HDFC Bank Q4 net up 23% to 10,055 Cr. on credit growth, lower provisions


The country’s largest private lender, HDFC Bank, on Saturday reported a 23% rise in standalone net income to ₹10,055.20 crore for the March quarter, led by an increase in loan demand across all categories and lower loan loss provisions as non-performing loans were trimmed became.

The Bank’s net profit for the corresponding period of the previous financial year was ₹8,186.51 crore.

“After setting aside £2,989.5m for taxation, the bank achieved a net profit of £10,055.20m, a 22.8% increase on the quarter ended 31 March 2021,” HDFC Bank said in a Application for Admission.

The bank’s total revenue on a stand-alone basis grew by more than 8% to £41,085.78 billion in January-March 2021-22, compared to £38,017.50 billion in the same quarter of 2020-21.

“Prepayments increased by 20.8%, with the growth being across products and segments. We continued to add new liability relationships at a robust pace of 2.4 million (24 lakh) during the quarter,” the lender said in a release.

The Mumbai-based bank recorded a 20.8% increase in its total advances from the same period last year to ₹13,68,821 crore as of March 31, 2022.

Retail lending rose 15.2%, commercial and rural bank lending rose 30.4%, and corporate and other wholesale lending rose 17.4%, it said. Foreign advances accounted for 3.1% of the total advances.

Net income (net interest income plus other income) increased 7.3% from ₹24,714.10 billion to ₹26,509.80 billion for the quarter.

Net interest income (interest received minus interest paid) increased by 10.2% year-on-year to ₹18,872.70 million.

The bank said its noninterest income accounted for almost 29% of its net revenue at £7,637.10 billion.

HDFC Bank added 563 branches and 7,167 employees during the quarter and 734 branches and 21,486 employees during the year.

“These and other investments made throughout the year will position the bank to capitalize on growth opportunities,” she added.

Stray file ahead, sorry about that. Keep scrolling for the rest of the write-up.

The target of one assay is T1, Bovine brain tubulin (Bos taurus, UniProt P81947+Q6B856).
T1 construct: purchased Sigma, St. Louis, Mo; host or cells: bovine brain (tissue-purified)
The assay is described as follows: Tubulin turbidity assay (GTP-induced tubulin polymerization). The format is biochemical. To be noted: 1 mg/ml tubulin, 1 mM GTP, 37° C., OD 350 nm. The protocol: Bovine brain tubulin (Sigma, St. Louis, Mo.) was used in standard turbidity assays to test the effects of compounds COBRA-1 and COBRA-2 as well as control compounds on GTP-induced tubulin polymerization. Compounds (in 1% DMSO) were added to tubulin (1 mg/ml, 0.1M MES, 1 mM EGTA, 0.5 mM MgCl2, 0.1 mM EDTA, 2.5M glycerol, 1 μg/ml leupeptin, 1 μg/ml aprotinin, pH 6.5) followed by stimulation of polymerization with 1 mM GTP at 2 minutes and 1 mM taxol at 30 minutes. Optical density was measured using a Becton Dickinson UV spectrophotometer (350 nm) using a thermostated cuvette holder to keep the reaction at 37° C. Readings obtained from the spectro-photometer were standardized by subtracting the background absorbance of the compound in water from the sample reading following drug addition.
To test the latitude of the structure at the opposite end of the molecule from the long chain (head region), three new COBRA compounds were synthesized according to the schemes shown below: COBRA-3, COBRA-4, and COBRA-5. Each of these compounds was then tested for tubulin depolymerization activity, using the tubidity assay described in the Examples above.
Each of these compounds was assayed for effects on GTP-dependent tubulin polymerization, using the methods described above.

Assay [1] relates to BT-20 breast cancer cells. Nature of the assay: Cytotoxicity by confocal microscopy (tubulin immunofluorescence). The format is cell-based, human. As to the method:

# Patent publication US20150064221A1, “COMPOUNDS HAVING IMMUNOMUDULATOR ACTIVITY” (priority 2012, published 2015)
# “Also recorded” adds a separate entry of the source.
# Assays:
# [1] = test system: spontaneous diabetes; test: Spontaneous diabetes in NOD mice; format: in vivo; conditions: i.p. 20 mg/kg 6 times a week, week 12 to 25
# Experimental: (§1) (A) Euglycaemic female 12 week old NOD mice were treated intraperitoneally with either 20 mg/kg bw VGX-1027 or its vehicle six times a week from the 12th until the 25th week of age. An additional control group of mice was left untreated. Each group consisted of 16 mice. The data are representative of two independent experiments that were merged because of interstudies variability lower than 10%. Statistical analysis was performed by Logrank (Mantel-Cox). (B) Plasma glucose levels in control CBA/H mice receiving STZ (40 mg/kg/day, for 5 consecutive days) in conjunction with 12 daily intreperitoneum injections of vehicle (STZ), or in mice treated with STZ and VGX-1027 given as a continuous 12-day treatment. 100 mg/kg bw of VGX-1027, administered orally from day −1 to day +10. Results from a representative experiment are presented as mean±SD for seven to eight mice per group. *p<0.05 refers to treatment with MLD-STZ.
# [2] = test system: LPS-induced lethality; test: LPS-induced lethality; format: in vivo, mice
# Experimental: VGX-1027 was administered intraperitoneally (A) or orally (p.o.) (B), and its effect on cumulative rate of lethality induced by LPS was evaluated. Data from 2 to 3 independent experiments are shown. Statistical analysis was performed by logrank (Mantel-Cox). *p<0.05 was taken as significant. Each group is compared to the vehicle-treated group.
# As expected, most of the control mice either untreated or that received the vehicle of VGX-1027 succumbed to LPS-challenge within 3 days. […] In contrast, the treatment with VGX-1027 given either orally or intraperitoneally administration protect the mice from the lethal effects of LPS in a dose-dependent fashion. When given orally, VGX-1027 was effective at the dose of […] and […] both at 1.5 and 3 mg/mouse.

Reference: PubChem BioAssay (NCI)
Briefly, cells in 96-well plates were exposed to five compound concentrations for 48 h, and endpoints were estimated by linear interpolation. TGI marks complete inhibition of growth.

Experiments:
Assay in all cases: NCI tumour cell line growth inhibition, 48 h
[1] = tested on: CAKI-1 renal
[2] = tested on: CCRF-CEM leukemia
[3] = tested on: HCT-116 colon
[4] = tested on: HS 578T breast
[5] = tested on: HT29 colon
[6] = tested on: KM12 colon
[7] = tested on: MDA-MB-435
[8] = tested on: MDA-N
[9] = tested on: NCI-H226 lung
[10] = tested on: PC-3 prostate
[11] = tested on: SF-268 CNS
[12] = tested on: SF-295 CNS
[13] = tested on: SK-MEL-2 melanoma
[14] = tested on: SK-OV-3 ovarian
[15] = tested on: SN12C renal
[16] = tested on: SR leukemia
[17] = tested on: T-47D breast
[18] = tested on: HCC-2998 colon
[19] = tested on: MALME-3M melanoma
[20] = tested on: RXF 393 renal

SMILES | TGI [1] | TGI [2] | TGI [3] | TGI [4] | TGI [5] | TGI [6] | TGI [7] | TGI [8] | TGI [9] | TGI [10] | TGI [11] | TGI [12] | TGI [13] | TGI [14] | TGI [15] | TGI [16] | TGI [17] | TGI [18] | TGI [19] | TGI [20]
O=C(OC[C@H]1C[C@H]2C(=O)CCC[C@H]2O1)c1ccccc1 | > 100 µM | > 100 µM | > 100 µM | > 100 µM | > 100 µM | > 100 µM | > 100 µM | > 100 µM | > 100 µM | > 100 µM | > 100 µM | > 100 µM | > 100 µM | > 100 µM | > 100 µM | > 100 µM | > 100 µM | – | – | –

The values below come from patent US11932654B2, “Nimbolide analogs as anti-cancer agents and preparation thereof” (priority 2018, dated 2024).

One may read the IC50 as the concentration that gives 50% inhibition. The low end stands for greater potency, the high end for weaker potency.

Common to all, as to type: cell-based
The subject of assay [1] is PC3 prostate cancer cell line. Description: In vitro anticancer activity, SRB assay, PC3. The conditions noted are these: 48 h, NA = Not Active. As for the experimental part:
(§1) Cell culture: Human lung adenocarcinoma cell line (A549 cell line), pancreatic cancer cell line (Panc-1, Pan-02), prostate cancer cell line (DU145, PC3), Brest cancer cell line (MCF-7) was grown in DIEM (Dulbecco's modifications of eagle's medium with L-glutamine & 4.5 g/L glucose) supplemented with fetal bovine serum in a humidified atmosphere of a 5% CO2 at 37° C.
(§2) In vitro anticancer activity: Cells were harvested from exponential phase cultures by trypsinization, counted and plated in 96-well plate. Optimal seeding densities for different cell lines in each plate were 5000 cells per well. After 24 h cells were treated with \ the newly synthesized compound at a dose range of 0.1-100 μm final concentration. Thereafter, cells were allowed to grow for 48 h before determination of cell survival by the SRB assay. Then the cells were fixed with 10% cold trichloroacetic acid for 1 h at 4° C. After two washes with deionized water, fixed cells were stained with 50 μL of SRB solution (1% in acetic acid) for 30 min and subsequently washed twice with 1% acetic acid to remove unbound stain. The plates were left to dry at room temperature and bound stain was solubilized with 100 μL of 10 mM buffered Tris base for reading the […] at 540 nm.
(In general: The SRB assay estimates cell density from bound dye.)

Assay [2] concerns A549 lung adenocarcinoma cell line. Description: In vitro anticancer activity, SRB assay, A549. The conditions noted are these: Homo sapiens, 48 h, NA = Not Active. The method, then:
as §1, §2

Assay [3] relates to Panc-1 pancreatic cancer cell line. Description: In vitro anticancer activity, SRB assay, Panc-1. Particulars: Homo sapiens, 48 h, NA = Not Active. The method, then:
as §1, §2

In terms of asset quality, the bank stated that gross non-performing assets (NPAs) stood at 1.17% of gross advances as of March 31, 2022, compared to 1.26% previously.

Net NPAs (or bad loans) accounted for 0.32% of net advances, versus 0.40%.

Provisions and contingent liabilities for the quarter ended March 2022 were ₹3,312.40 billion (comprising of individual provisions for credit losses of 1,778.20 crore and general and other provisions of 1,534.20 crore). Total provisions for the year-ago quarter were ₹4,693.70 crore.

For the full year ended March 31, 2022, total revenue (standalone) increased from ₹1,46,063.10 billion to ₹1,57,263 billion in the prior fiscal year. Net profit increased by 18.8% to £36,961.30 billion over 2021-22.

On a consolidated basis, net income for the last quarter of fiscal 22 was ₹10,443 billion, up 23.8%. For the full year, consolidated net income increased 19.5% to 38,053 crore.

Total deposits at the end of March 2022 were ₹15,59,217 crore, an increase of 16.8%.

HDFC Bank further said that its total capital ratio (CAR) at 18.9% is higher than the regulatory requirement of 11.7%.

In a separate IPO filing, the bank said its board would meet on April 23 to consider a proposed dividend recommendation for 2021-22.

In a surprise announcement last week, the bank announced that its parent company HDFC Ltd. will be merged with HDFC Bank in about 18 months and the combined balance sheet will reach 17.87 lakhcrore.

HDFC Ltd – the country’s largest mortgage lender – has total assets under management of 5.26 lakh crore with a market capitalization of 4.44 lakh crore, while HDFC Bank is the largest private lender by asset size with a market capitalization of 8.35 lakh crore .

As part of the proposed merger agreement, HDFC Ltd shareholders will receive 42 shares in HDFC Bank (par value £1 each) for 25 shares in HDFC Ltd. (Face value £2 each).

Also the subsidiary/shareholder of HDFC Ltd. will fall under the bank after the merger process.

HDFC Bank said the merger was the logical next step given that both organizations have improved in size, track record of growth and profitability over the past two decades.

“Regulatory convergence and market developments over time have improved the risk-reward equation,” it added.

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